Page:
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Sparrowhawk

Wildlife factThe Sparrowhawk is the bird of prey most likely to be seen in the garden, but is less familiar to many than the Buzzard or Kestrel.

Sparrowhawks (Accipiter nisus) are sometimes spotted as they try to catch small birds from the bird table, but their secretive behaviour means that they are not well known.

They are usually seen in flight. They fly fast with several wing beats followed by a glide, often close to the ground.

The Sparrowhaw has broad, rounded wings and a longish banded tail for manoeuvrability. The smaller male is blue-grey to slate above with reddish barring on body and wing coverts. The female is grey-brown above with brown barring below. She has a pale stripe above the eye, less obvious in the male. Young birds are browner than the adults.

Length: 28-38cm; wingspan: 55-70cm

Feeding
Almost entirely birds, the species reflecting availability. In a study in south Scotland the most common species taken were chaffinch, thrushes, starling, robin, meadow pipit and woodpigeon. Males tended to take the smaller birds, while females took more thrushes and almost all the woodpigeons. They rely on surprise to catch their prey, which is often taken after a short flight from a perch or by flying low along a hedge or other cover.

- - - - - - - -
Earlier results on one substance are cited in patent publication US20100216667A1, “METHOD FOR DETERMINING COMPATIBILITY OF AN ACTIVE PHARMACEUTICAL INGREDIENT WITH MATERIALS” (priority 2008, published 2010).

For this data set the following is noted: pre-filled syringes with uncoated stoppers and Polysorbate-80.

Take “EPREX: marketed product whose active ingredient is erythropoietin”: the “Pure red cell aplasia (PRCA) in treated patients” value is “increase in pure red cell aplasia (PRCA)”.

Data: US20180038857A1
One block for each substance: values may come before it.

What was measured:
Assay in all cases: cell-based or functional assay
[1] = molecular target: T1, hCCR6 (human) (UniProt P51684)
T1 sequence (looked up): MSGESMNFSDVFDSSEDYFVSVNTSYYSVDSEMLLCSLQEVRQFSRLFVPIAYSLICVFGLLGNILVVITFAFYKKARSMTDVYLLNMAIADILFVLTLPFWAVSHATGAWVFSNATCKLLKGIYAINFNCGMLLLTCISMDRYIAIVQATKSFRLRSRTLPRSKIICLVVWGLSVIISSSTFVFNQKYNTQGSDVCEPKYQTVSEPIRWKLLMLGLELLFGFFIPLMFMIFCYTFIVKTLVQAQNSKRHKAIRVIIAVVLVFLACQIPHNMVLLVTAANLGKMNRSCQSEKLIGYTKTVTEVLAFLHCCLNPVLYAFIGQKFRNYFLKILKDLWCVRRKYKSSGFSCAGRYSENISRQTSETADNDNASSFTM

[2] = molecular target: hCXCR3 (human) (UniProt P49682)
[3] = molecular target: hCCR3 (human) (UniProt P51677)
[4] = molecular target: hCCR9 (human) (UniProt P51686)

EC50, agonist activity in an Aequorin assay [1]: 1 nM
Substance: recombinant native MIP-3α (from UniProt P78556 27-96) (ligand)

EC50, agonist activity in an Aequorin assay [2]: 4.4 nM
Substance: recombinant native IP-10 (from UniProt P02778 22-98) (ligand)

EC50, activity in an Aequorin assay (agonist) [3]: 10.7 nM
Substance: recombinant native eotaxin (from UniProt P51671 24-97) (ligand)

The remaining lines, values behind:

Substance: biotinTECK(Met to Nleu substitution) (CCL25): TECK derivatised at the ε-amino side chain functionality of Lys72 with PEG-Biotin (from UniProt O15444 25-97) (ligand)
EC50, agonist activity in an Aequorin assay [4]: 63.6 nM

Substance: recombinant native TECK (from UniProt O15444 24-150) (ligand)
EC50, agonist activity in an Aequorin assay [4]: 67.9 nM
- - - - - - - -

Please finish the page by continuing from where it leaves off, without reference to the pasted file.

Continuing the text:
Breeding
The nest is made of loose twigs with a deep cup and is built in a fork of a tree often against the trunk, 6-12m from the ground. It prefers conifers if available. A new nest is built each year, sometimes on an old nest of a woodpigeon or other bird, often close to previous year’s nest.

Habitat and Distribution
Typically a woodland bird but as it has increased it has colonised farmland with trees, copses and shelter belts and even suburban gardens. It is found throughout the UK except in the high Scottish mountains and treeless coasts, the Outer Hebrides and Shetland.

Population Trends
Despite being heavily persecuted throughout the 19th century, its resilience and elusive nature allowed it to remain widely distributed though its numbers in the south-east and East Anglia were depressed.

It was in these areas that its populations increased in the first half of the 20th century. However its numbers crashed in the1950s and ’60s as it was seriously affected by persistent pesticides. Numbers were significantly reduced everywhere and it was virtually extinct in eastern and south-east England. Once the chemicals were withdrawn the species responded quickly. Numbers have been stable since the early 1990s, suggesting that most areas have now reached capacity.

Credit: © Information kindly supplied by the Hawk and Owl Trust

Photo Credit: © Dave Culley / Hawk and Owl Trust

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